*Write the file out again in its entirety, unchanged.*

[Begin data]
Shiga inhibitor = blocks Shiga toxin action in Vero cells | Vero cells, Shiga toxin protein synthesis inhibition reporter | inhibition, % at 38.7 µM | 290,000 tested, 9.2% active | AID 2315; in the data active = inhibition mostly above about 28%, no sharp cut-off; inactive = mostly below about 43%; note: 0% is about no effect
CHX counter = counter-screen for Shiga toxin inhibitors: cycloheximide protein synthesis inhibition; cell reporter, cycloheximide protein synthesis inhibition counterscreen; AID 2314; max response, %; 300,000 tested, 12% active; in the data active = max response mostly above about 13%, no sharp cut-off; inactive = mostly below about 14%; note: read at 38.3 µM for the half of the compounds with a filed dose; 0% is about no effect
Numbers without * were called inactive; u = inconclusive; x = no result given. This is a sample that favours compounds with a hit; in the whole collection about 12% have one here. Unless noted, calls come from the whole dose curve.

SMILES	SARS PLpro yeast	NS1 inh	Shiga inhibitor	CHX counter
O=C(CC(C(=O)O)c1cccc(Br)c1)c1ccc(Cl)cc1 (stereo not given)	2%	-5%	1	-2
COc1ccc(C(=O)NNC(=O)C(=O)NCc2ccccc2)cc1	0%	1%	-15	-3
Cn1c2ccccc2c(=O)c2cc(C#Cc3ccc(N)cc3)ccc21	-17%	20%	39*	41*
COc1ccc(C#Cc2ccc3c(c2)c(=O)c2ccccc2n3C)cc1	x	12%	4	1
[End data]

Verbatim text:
Shiga inhibitor = blocks Shiga toxin action in Vero cells | Vero cells, Shiga toxin protein synthesis inhibition reporter | inhibition, % at 38.7 µM | 290,000 tested, 9.2% active | AID 2315; in the data active = inhibition mostly above about 28%, no sharp cut-off; inactive = mostly below about 43%; note: 0% is about no effect
CHX counter = counter-screen for Shiga toxin inhibitors: cycloheximide protein synthesis inhibition; cell reporter, cycloheximide protein synthesis inhibition counterscreen; AID 2314; max response, %; 300,000 tested, 12% active; in the data active = max response mostly above about 13%, no sharp cut-off; inactive = mostly below about 14%; note: read at 38.3 µM for the half of the compounds with a filed dose; 0% is about no effect
Numbers without * were called inactive; u = inconclusive; x = no result given. This is a sample that favours compounds with a hit; in the whole collection about 12% have one here. Unless noted, calls come from the whole dose curve.

SMILES	SARS PLpro yeast	NS1 inh	Shiga inhibitor	CHX counter
O=C(CC(C(=O)O)c1cccc(Br)c1)c1ccc(Cl)cc1 (stereo not given)	2%	-5%	1	-2
COc1ccc(C(=O)NNC(=O)C(=O)NCc2ccccc2)cc1	0%	1%	-15	-3
Cn1c2ccccc2c(=O)c2cc(C#Cc3ccc(N)cc3)ccc21	-17%	20%	39*	41*
COc1ccc(C#Cc2ccc3c(c2)c(=O)c2ccccc2n3C)cc1	x	12%	4	1